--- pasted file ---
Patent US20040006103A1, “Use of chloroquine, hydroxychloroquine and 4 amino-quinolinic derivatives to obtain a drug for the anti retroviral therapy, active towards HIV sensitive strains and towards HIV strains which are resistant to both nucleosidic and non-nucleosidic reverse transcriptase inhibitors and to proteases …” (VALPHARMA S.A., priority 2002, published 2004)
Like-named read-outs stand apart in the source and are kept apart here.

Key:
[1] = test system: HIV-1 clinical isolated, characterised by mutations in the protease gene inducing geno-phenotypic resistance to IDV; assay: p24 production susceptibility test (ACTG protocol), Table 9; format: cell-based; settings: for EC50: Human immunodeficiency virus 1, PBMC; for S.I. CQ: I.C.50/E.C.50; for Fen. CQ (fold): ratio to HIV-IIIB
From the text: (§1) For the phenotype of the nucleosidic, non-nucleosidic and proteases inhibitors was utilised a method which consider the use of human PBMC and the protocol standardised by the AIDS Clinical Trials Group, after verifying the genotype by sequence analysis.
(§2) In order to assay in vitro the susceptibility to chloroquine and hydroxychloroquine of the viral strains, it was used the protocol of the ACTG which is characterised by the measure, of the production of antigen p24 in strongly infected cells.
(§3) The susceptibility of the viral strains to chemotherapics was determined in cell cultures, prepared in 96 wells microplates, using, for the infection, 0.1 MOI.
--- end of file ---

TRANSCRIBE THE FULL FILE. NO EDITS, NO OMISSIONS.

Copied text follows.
Patent US20040006103A1, “Use of chloroquine, hydroxychloroquine and 4 amino-quinolinic derivatives to obtain a drug for the anti retroviral therapy, active towards HIV sensitive strains and towards HIV strains which are resistant to both nucleosidic and non-nucleosidic reverse transcriptase inhibitors and to proteases …” (VALPHARMA S.A., priority 2002, published 2004)
Like-named read-outs stand apart in the source and are kept apart here.

Key:
[1] = test system: HIV-1 clinical isolated, characterised by mutations in the protease gene inducing geno-phenotypic resistance to IDV; assay: p24 production susceptibility test (ACTG protocol), Table 9; format: cell-based; settings: for EC50: Human immunodeficiency virus 1, PBMC; for S.I. CQ: I.C.50/E.C.50; for Fen. CQ (fold): ratio to HIV-IIIB
From the text: (§1) For the phenotype of the nucleosidic, non-nucleosidic and proteases inhibitors was utilised a method which consider the use of human PBMC and the protocol standardised by the AIDS Clinical Trials Group, after verifying the genotype by sequence analysis.
(§2) In order to assay in vitro the susceptibility to chloroquine and hydroxychloroquine of the viral strains, it was used the protocol of the ACTG which is characterised by the measure, of the production of antigen p24 in strongly infected cells.
(§3) The susceptibility of the viral strains to chemotherapics was determined in cell cultures, prepared in 96 wells microplates, using, for the infection, 0.1 MOI.